PPE and ventilators: Saving lives


As yesterday and the days before, essential supplies and equipment remain a central concern. Earlier this week we heard the federal government is mobilizing industry to fight COVID-19, increasing Canada’s ability to respond to the outbreak with necessary medical equipment and supplies, boosting capacity to manufacture items such as portable ventilators, surgical masks, and rapid testing kits. It is also investing $2 billion to support diagnostic testing and to purchase ventilators and PPE, including for bulk purchases with provinces and territories. Today the Ontario government announced a $50 million fund to help businesses manufacture essential medical supplies and equipment, including gowns, coveralls, masks, face shields, testing equipment and ventilators. The government has recently placed an order with O-Two Medical Technologies who, with the support of Ontario's manufacturing sector, will produce 10,000 ventilator units.  Our response to both the prime minister and the premier is: FANTASTIC!!!! Now, we need breakneck delivery timelines as -- without PPE and ventilators -- Canadians and healthcare workers’ lives are on the line. Months from now, no equipment or supplies will be of any help – there is not a single day to waste. The purchase of ventilators is not reflected in the critical care projections discussed by Ontario’s health officials today, why? 

RNAO has been at the forefront, pleading to governments to procure PPE and ventilators to protect workers and save lives. We are glad to now see a sense of urgency and we deeply hope that it is not too late. Employers and staff need timelines. For now, they are doing their best to find PPE and arm their workers to carry-on the fight. Yesterday, the Ontario Hospital Association added its voice to the plea for PPE with a statement regarding shortage of PPE. These calls for action – including those from RNAO and OMA and from RNAO, are now all more important given president Trump’s threats to prohibit 3M from exporting N95 masks to Canada.

Some family doctors in Ontario say their practices are under threat because of the ongoing shortage of masks and other protective equipment caused by the coronavirus pandemic. They don't have the PPE to keep things safe along the way, and staff are getting burned out, so they are practicing mostly telemedicine. Some are worried that more deaths could result from the sudden loss of primary care for patients than from the respiratory illness caused by the coronavirus.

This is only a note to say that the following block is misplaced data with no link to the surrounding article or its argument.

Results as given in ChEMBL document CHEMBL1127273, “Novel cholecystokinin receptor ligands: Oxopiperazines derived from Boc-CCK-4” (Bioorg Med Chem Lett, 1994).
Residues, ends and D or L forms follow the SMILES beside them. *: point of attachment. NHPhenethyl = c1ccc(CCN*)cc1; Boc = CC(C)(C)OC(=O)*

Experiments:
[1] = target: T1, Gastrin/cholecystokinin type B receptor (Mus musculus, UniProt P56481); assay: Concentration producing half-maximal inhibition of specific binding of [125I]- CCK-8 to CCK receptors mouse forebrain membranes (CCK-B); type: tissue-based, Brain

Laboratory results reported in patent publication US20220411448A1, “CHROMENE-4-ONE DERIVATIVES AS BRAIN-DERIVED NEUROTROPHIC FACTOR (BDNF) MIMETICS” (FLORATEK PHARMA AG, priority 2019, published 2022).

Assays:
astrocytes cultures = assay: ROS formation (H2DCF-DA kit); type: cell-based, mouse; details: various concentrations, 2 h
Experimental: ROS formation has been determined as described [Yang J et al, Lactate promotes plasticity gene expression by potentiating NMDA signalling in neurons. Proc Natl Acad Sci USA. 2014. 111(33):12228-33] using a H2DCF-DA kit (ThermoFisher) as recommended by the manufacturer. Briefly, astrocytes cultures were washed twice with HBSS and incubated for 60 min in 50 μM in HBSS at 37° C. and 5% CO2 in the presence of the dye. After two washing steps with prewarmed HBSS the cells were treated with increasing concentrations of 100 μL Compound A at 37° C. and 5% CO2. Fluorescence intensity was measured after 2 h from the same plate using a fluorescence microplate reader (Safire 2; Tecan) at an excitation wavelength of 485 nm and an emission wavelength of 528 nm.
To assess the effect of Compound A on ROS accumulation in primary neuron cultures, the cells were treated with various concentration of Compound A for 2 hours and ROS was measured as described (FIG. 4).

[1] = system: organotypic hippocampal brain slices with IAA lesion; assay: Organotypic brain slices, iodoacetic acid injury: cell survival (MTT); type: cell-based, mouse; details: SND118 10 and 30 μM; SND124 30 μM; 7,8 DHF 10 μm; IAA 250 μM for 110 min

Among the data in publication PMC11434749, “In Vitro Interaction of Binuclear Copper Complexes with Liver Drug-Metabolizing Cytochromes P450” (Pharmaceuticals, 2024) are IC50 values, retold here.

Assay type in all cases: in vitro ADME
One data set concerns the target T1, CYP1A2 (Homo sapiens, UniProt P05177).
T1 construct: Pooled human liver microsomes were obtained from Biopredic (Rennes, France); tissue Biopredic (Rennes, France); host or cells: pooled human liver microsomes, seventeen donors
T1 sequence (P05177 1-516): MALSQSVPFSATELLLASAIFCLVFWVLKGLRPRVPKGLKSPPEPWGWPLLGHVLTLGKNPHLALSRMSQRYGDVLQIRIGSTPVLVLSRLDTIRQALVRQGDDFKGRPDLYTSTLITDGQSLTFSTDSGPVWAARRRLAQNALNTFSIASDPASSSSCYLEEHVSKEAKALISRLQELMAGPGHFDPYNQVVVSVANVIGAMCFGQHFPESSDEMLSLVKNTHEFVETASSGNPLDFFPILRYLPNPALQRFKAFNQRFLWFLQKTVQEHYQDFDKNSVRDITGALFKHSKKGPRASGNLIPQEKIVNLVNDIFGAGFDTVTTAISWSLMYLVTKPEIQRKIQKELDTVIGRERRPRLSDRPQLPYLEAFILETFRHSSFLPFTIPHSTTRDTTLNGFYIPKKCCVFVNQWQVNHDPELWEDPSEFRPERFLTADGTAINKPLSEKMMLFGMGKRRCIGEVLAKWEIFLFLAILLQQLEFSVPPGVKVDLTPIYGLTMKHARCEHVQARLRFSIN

Given how vocal RNAO has been with health officials and in the media regarding shortages of PPE, we have started receiving calls from importers of PPE. Several of them say they have received either no answer or unhelpful answers from the Ontario government’s procurement arm. We have made a connection with a couple of desperate front line organizations that decided to purchase directly from an importer rather than continue to wait for supplies that do not arrive. We understand that the government normally prefers to deal with registered suppliers selling large stocks with certified products. But we are not in normal times. One supplier, who appeared to be honest and forthcoming, claimed they had sent a shipment of one million N95 respirators to the United States because they got no response to their offer. We are not advocating the use of uncertified and unregulated products, but we also do not advocate – in even stronger terms – not using PPE at all because the health provider has run out of it. If it is a matter of testing a product, such as a surgical mask, the government has access to testing facilities that can provide that service. One doctor reports printing their own face shield in a 3d printer. The message to the government is: we don’t care how you obtain the PPE, but it is unacceptable that health providers do not have what they need! This is not the time for normal procurement processes and timelines. Please do make it happen, somehow, now! 

While RNAO continues to call on federal and provincial governments to aggressively take measures to procure the required PPE, you can also donate PPE items. Please contact Heather McConnell <hmcconnell@rnao.ca>.